Warning: Solar eclipse will fry your eyeballs.
I love your column. We read it to close every deosil ceremony.
I am a High Priestess duotheist Seax-Wiccan following the true syncretic spiritual path of eclectic Wiccans. The 13 women of my coven — the Daughters of Gaea, Sisters to the Moon Local 167 — are planning an early lesser Mabon festival and antipodal Esbat at Murray Park Pavilion No. 4 on Aug. 21 to coincide with the solar eclipse.
There will be mud baths and eclipse viewing, then barbecue and karaoke. It’s educational (and not skyclad), so the public is invited.
I’ve heard different times. Can you tell me precisely when Little Rock will experience the eclipse so we can plan the scheduled double Handfastening? — Tara Maclay, Little Rock
It was wholly a pleasure to hear from you. It sounds like a lot of fun.
This is the first total eclipse visible to the continental United States in 38 years, and it’s been nearly 100 since Arkansas has seen one of this magnitude.
I want to thank you for giving me the opportunity to issue my standard solar eclipse warning in an attempt to stave off those unfortunates competing in this subcategory of the Darwin Awards.
The last time I warned readers was about the partial eclipse on Christmas Day 2000. Here it is again.
Warning: Staring at the sun will not kill you, but you will burn out your eyes and go blind. Do not look directly at the sun. There is nothing remotely funny about having your vitreous humor boiled and your retinas fried. You will also go blind if you stare at even a partially eclipsed sun.
There. I’ve done my duty. Still, there will be some who go and do it anyway.
There are several safe ways to observe the eclipsing sun. Ordinary sunglasses will not work. Do not use them.
There are special dark “eclipse glasses” (ISO 123122 international standard) like the ones you sent me with your photo. There is the pinhole projection in the box trick that shows the sun as a crescent during the partial eclipse phases.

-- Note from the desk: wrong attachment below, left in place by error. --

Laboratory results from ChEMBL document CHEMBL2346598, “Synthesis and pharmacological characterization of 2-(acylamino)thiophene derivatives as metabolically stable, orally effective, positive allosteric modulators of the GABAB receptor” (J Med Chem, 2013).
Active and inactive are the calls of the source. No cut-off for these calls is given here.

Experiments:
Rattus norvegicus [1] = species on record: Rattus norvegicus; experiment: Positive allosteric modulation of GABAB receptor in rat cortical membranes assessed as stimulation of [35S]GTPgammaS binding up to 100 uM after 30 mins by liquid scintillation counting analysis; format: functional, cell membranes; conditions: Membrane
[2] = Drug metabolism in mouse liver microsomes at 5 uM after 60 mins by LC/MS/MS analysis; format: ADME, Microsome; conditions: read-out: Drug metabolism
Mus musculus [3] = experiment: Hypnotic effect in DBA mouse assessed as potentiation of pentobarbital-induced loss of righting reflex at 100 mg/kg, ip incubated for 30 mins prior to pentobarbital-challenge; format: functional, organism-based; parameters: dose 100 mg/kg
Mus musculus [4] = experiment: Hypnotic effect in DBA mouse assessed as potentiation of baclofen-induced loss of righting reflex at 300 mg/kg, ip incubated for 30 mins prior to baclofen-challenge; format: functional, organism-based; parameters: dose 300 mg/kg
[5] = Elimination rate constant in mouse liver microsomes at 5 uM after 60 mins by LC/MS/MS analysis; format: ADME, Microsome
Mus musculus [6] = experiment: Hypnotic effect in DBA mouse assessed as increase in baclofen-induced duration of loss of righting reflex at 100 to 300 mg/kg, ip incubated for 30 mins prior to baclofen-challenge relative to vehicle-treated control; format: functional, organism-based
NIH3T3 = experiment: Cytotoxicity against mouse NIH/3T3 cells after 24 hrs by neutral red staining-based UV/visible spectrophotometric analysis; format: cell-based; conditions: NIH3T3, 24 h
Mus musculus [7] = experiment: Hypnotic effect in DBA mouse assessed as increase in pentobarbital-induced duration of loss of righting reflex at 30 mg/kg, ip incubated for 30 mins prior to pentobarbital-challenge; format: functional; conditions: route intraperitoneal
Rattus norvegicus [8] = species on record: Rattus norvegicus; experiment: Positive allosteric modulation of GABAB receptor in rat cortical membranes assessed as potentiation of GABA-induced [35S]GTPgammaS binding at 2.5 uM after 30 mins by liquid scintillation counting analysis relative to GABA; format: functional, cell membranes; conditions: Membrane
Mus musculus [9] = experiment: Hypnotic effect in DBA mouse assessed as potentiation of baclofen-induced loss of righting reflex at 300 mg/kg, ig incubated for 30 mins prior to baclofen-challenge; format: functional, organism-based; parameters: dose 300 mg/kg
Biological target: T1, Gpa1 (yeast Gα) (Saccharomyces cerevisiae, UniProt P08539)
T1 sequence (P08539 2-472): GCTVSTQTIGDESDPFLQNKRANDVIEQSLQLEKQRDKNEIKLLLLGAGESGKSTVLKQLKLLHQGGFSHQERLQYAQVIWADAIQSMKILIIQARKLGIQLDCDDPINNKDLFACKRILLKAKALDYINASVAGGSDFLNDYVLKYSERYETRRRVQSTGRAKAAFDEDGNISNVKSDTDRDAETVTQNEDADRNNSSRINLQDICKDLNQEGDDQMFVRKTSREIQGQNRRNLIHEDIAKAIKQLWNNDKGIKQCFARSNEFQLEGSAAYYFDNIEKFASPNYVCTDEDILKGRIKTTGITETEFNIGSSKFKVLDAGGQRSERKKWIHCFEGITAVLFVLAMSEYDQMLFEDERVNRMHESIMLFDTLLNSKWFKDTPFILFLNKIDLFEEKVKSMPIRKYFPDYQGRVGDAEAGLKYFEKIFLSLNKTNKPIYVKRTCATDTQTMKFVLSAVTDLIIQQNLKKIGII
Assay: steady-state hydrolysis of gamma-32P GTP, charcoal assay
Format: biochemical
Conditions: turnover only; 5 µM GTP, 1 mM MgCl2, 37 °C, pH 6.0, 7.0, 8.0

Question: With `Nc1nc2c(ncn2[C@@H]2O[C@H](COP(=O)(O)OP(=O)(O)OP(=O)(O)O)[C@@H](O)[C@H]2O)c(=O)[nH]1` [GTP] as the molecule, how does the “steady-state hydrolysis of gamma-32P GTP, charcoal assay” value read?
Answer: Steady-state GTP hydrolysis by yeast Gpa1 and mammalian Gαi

But that’s a small projection. There will be telescopes with solar filters around town, including one set up at Pavilion No. 8 near you by the Central Arkansas Astronomical and Astrological Cosplay Society.
Sadly, the UALR Planetarium is currently non-operational, but the university’s physics and astronomy department will be at Pavilion No. 2 with a telescope and will be handing out Neil deGrasse Tyson fans that double as masks.
Perhaps the safest way for small children to watch is online at nasa.gov/eclipselive. I know it’s not outdoors, but you won’t be worrying that they’ll take off their glasses and do damage.
Although Little Rock is not in the 70-mile-wide umbral “path of totality” that will take 94 minutes to pass through 14 states, from Oregon to South Carolina, Murray Park still will be in the significant penumbra zone. The eclipse will begin at 11:48 a.m. and last until 2:47 p.m. with 89 percent of the sun blocked by the moon at precisely 1:18 p.m. Plan your Handfastening for that moment.
Want more? The Piggott chapter of Wicca and Rosicrucianism is meeting for the eclipse at the lake at Heritage Park. Piggott will see 97 percent of the sun blocked. Afterward, they will be holding a Triple Goddess ceremony at the amphitheater celebrating the Maiden, Mother and Crone.
The public is welcome, but bring your own lawn chair and hornucopian dronepipe for the traditional closing performance of “Siyahamba.”
And be prepared down by the river at Murray Park. At the precise eclipse perdieron, the temperature will plunge 20 degrees; the wind will pick up; roosters will crow; the Canada geese will run in circles; park coyotes will howl; women will faint; grown men will weep; while the children perseverate uncontrollably.
But it’ll only last for a moment.
Until next time, Kalaka reminds you that in 2024 and 2045, almost all of Arkansas will experience a total solar eclipse.
Local Wiccan Tara Maclay practices for the mud and solar eclipse event to be held at Murray Park on Aug. 21.